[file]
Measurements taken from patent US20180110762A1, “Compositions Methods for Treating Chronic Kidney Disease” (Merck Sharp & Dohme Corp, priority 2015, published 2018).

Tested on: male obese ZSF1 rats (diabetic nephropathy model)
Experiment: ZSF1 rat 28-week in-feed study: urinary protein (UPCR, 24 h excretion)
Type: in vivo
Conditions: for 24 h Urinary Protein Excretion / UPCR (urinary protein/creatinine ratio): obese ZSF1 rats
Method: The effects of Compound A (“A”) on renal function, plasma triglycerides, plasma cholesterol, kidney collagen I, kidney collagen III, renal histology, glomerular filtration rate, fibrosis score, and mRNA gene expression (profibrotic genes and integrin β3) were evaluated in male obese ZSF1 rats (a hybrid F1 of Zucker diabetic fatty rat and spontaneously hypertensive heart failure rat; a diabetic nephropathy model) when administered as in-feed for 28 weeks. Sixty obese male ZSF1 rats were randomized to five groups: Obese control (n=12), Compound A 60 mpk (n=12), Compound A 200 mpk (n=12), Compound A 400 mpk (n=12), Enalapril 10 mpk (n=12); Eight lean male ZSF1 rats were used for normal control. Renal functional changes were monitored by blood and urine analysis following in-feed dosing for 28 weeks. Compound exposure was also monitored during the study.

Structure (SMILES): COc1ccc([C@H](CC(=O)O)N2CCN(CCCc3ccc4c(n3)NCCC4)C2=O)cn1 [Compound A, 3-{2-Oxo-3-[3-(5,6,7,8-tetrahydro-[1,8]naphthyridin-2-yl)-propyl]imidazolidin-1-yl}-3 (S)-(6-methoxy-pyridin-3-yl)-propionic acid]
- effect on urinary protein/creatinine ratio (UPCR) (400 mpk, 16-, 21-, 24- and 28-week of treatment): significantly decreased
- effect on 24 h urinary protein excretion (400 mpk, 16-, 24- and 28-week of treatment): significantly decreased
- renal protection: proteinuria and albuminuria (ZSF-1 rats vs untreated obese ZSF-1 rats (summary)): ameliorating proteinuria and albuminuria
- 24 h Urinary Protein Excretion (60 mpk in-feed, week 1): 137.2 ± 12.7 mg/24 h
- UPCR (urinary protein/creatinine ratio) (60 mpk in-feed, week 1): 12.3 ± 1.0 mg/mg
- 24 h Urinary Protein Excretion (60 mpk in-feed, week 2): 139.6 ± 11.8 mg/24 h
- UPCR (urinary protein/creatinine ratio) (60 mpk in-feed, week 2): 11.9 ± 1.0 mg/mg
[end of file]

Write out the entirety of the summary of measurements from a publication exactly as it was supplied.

Measurements taken from patent US20180110762A1, “Compositions Methods for Treating Chronic Kidney Disease” (Merck Sharp & Dohme Corp, priority 2015, published 2018).

Tested on: male obese ZSF1 rats (diabetic nephropathy model)
Experiment: ZSF1 rat 28-week in-feed study: urinary protein (UPCR, 24 h excretion)
Type: in vivo
Conditions: for 24 h Urinary Protein Excretion / UPCR (urinary protein/creatinine ratio): obese ZSF1 rats
Method: The effects of Compound A (“A”) on renal function, plasma triglycerides, plasma cholesterol, kidney collagen I, kidney collagen III, renal histology, glomerular filtration rate, fibrosis score, and mRNA gene expression (profibrotic genes and integrin β3) were evaluated in male obese ZSF1 rats (a hybrid F1 of Zucker diabetic fatty rat and spontaneously hypertensive heart failure rat; a diabetic nephropathy model) when administered as in-feed for 28 weeks. Sixty obese male ZSF1 rats were randomized to five groups: Obese control (n=12), Compound A 60 mpk (n=12), Compound A 200 mpk (n=12), Compound A 400 mpk (n=12), Enalapril 10 mpk (n=12); Eight lean male ZSF1 rats were used for normal control. Renal functional changes were monitored by blood and urine analysis following in-feed dosing for 28 weeks. Compound exposure was also monitored during the study.

Structure (SMILES): COc1ccc([C@H](CC(=O)O)N2CCN(CCCc3ccc4c(n3)NCCC4)C2=O)cn1 [Compound A, 3-{2-Oxo-3-[3-(5,6,7,8-tetrahydro-[1,8]naphthyridin-2-yl)-propyl]imidazolidin-1-yl}-3 (S)-(6-methoxy-pyridin-3-yl)-propionic acid]
- effect on urinary protein/creatinine ratio (UPCR) (400 mpk, 16-, 21-, 24- and 28-week of treatment): significantly decreased
- effect on 24 h urinary protein excretion (400 mpk, 16-, 24- and 28-week of treatment): significantly decreased
- renal protection: proteinuria and albuminuria (ZSF-1 rats vs untreated obese ZSF-1 rats (summary)): ameliorating proteinuria and albuminuria
- 24 h Urinary Protein Excretion (60 mpk in-feed, week 1): 137.2 ± 12.7 mg/24 h
- UPCR (urinary protein/creatinine ratio) (60 mpk in-feed, week 1): 12.3 ± 1.0 mg/mg
- 24 h Urinary Protein Excretion (60 mpk in-feed, week 2): 139.6 ± 11.8 mg/24 h
- UPCR (urinary protein/creatinine ratio) (60 mpk in-feed, week 2): 11.9 ± 1.0 mg/mg